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Religions 2017, 8(10), 223; doi:10.3390/rel8100223

On Not Understanding Extraordinary Language in the Buddhist Tantra of Japan

Institute of Buddhist Studies, The Graduate Theological Union, 2140 Durant Avenue, Berkeley, CA 94704, USA
Received: 28 August 2017 / Revised: 1 October 2017 / Accepted: 6 October 2017 / Published: 11 October 2017
(This article belongs to the Special Issue The Society for Tantric Studies Proceedings (2016))
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The question motivating this essay is how tantric Buddhist practitioners in Japan understood language such as to believe that mantra, dhāraṇī, and related forms are efficacious. “Extraordinary language” is introduced as a cover term for these several similar language uses found in tantric Buddhist practices in Japan. The essay proceeds to a critical examination of Anglo-American philosophy of language to determine whether the concepts, categories, and concerns of that field can contribute to the analysis and understanding of extraordinary language. However, that philosophy of language does not contribute to this analysis, as it is constrained by its continuing focus on its founding concepts, dating particularly from the work of Frege. Comparing it to Indic thought regarding language reveals a distinct mismatch, further indicating the limiting character of the philosophy of language. The analysis then turns to examine two other explanations of tantric language use found in religious studies literature: magical language and performative language. These also, however, prove to be unhelpful. While the essay is primarily critical, one candidate for future constructive study is historical pragmatics, as suggested by Ronald Davidson. The central place of extraordinary language indicates that Indic reflections on the nature of language informed tantric Buddhist practice in Japan and are not simply cultural baggage. View Full-Text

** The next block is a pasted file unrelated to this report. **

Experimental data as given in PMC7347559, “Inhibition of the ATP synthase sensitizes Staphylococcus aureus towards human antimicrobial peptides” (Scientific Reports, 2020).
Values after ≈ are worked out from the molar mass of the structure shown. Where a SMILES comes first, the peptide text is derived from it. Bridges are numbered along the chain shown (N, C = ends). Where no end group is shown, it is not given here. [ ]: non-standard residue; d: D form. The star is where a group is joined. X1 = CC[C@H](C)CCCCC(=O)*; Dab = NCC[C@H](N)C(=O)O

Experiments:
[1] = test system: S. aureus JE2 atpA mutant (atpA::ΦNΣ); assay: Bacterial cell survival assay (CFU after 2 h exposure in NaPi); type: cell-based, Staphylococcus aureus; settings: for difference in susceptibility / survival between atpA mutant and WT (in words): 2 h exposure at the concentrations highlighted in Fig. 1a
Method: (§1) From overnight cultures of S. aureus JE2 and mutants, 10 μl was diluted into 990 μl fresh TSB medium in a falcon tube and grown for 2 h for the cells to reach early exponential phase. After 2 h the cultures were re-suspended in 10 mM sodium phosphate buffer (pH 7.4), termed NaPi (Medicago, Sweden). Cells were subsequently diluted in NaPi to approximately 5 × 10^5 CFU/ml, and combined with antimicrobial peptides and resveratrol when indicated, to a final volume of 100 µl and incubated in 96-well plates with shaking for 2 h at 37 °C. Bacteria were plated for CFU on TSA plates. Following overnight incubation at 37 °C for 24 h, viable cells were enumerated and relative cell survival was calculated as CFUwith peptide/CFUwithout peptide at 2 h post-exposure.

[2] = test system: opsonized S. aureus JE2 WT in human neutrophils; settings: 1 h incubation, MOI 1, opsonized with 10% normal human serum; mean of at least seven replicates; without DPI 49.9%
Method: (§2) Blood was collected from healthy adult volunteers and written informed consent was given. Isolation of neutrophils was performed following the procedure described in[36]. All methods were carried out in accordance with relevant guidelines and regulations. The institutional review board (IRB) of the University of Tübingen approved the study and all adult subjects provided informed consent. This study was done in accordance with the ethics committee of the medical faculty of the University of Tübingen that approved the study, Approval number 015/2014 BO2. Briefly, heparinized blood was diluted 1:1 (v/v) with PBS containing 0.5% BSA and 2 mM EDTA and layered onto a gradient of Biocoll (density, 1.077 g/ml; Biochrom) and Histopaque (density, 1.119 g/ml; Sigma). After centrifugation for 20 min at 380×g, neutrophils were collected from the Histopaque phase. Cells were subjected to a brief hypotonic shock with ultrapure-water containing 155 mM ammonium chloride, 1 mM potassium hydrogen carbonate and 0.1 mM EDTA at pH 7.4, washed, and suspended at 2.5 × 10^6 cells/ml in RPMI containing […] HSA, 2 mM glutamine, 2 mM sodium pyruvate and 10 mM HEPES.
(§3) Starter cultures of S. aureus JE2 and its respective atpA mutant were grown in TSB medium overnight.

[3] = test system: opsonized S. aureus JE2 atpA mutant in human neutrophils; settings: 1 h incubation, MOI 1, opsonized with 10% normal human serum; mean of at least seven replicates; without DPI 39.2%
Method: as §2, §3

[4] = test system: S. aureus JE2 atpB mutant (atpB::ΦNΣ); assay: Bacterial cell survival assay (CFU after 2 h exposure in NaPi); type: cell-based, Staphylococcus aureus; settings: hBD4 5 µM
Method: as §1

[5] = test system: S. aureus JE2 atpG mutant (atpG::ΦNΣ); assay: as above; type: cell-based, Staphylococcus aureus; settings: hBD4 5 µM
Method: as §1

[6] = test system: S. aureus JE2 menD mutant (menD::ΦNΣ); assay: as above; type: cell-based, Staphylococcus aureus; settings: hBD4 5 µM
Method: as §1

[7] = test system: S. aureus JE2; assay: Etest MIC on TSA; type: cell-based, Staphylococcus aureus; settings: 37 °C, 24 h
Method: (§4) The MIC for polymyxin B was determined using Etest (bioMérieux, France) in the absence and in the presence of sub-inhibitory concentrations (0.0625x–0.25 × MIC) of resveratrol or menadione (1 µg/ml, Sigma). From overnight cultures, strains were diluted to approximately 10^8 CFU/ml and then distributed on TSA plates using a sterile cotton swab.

Keywords: tantra; mantra; dhāraṇī; Esoteric Buddhism; Japan; ritual; language; philosophy of language; Shingon tantra; mantra; dhāraṇī; Esoteric Buddhism; Japan; ritual; language; philosophy of language; Shingon
This is an open access article distributed under the Creative Commons Attribution License which permits unrestricted use, distribution, and reproduction in any medium, provided the original work is properly cited. (CC BY 4.0).

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Payne, R.K. On Not Understanding Extraordinary Language in the Buddhist Tantra of Japan. Religions 2017, 8, 223.

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